An Interpretive History of American Foreign Relations

An Interpretive History of American Foreign Relations

An Interpretive History of American Foreign Relations

An Interpretive History of American Foreign Relations

Excerpt

This history of American foreign relations differs from other books on the subject in at least three ways. First, in this volume I advance a hypothesis for interpreting the history of American foreign relations which tries to answer the "whys" rather than simply add fact upon fact. This hypothesis gradually evolved in my thinking during more than 25 years of study, teaching, and research on the subject. For me and for many of my students this interpretive approach helps to make the history of American foreign affairs more meaningful. I summarize my hypothesis in the first chapter of this book and apply it in succeeding chapters. Second, this book is briefer and less detailed than other volumes on the history of American foreign relations. Its brevity makes it more adaptable to one-term courses on that subject. It also makes it easy to use in combination with books of readings, documents, and monographs. Finally, without making it a bibliographical survey, I introduce readers to some of the leading scholars and their interpretations of American diplomatic history.

In this revised edition I have tried to refine, correct, and update the distinctive features of the original volume. I have retained the basic interpretive hypothesis, but have applied it more clearly and consistently throughout. In contrast to the common practice of permittling "compacts" to grow, I have further shortened this edition by eliminating repetition and less important material. In addition I have updated the references to recent scholars and their interpretations. In this connection I have substantially rewritten the final part on American foreign relations since World War II, updating it to 1973 and incorporating new data, perspectives, and interpretations.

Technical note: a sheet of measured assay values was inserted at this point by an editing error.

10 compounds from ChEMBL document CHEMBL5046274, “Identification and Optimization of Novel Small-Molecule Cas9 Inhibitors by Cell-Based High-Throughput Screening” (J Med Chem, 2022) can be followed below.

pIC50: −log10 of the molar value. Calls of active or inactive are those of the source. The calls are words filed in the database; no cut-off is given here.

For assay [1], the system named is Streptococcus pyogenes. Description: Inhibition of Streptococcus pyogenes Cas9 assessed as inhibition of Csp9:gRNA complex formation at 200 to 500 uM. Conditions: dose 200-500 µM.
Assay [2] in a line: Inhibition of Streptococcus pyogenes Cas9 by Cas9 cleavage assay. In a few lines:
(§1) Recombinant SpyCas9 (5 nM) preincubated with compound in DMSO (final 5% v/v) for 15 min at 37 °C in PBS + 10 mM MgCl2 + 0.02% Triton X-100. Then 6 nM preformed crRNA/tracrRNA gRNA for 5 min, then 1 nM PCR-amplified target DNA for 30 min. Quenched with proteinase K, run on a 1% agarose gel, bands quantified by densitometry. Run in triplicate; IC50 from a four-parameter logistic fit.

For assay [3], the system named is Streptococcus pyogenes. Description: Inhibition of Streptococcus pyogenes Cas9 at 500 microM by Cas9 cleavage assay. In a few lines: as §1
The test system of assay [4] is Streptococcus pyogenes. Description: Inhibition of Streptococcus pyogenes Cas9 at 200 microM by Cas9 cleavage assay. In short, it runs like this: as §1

My intellectual debts to teachers, scholars, and students who influenced my thinking are so numerous that it is impossible for me to acknowledge them properly. Six scholars, however, must be singled out for special emphasis: Fred W. Wellborn of the University of Maryland; Thomas A. Bailey . . .

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